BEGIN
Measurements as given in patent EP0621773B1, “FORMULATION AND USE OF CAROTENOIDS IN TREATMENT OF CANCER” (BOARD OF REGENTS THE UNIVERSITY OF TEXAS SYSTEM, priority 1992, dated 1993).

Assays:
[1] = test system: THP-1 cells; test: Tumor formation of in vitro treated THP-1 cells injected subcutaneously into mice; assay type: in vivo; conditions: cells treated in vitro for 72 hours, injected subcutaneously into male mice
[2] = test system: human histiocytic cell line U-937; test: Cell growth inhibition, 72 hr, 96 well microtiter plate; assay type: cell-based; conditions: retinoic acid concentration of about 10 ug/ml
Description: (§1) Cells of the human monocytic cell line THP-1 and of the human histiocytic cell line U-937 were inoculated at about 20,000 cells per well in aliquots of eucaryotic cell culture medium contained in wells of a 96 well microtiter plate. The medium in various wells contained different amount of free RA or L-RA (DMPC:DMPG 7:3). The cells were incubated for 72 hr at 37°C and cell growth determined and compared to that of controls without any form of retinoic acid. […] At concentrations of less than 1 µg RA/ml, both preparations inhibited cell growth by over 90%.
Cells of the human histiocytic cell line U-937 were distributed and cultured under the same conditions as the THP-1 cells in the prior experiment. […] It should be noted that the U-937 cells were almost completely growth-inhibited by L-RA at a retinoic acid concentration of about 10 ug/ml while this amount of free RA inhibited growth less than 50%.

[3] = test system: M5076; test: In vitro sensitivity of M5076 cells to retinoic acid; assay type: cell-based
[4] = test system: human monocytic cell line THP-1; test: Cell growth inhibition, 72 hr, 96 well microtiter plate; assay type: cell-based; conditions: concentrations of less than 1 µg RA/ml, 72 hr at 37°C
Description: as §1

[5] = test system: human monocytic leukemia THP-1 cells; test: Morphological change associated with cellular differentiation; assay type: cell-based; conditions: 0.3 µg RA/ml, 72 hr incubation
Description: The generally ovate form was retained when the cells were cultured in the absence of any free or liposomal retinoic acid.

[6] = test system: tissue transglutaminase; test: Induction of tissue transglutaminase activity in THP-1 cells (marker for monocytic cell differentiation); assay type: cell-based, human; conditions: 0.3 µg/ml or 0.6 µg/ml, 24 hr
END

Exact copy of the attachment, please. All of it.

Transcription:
Measurements as given in patent EP0621773B1, “FORMULATION AND USE OF CAROTENOIDS IN TREATMENT OF CANCER” (BOARD OF REGENTS THE UNIVERSITY OF TEXAS SYSTEM, priority 1992, dated 1993).

Assays:
[1] = test system: THP-1 cells; test: Tumor formation of in vitro treated THP-1 cells injected subcutaneously into mice; assay type: in vivo; conditions: cells treated in vitro for 72 hours, injected subcutaneously into male mice
[2] = test system: human histiocytic cell line U-937; test: Cell growth inhibition, 72 hr, 96 well microtiter plate; assay type: cell-based; conditions: retinoic acid concentration of about 10 ug/ml
Description: (§1) Cells of the human monocytic cell line THP-1 and of the human histiocytic cell line U-937 were inoculated at about 20,000 cells per well in aliquots of eucaryotic cell culture medium contained in wells of a 96 well microtiter plate. The medium in various wells contained different amount of free RA or L-RA (DMPC:DMPG 7:3). The cells were incubated for 72 hr at 37°C and cell growth determined and compared to that of controls without any form of retinoic acid. […] At concentrations of less than 1 µg RA/ml, both preparations inhibited cell growth by over 90%.
Cells of the human histiocytic cell line U-937 were distributed and cultured under the same conditions as the THP-1 cells in the prior experiment. […] It should be noted that the U-937 cells were almost completely growth-inhibited by L-RA at a retinoic acid concentration of about 10 ug/ml while this amount of free RA inhibited growth less than 50%.

[3] = test system: M5076; test: In vitro sensitivity of M5076 cells to retinoic acid; assay type: cell-based
[4] = test system: human monocytic cell line THP-1; test: Cell growth inhibition, 72 hr, 96 well microtiter plate; assay type: cell-based; conditions: concentrations of less than 1 µg RA/ml, 72 hr at 37°C
Description: as §1

[5] = test system: human monocytic leukemia THP-1 cells; test: Morphological change associated with cellular differentiation; assay type: cell-based; conditions: 0.3 µg RA/ml, 72 hr incubation
Description: The generally ovate form was retained when the cells were cultured in the absence of any free or liposomal retinoic acid.

[6] = test system: tissue transglutaminase; test: Induction of tissue transglutaminase activity in THP-1 cells (marker for monocytic cell differentiation); assay type: cell-based, human; conditions: 0.3 µg/ml or 0.6 µg/ml, 24 hr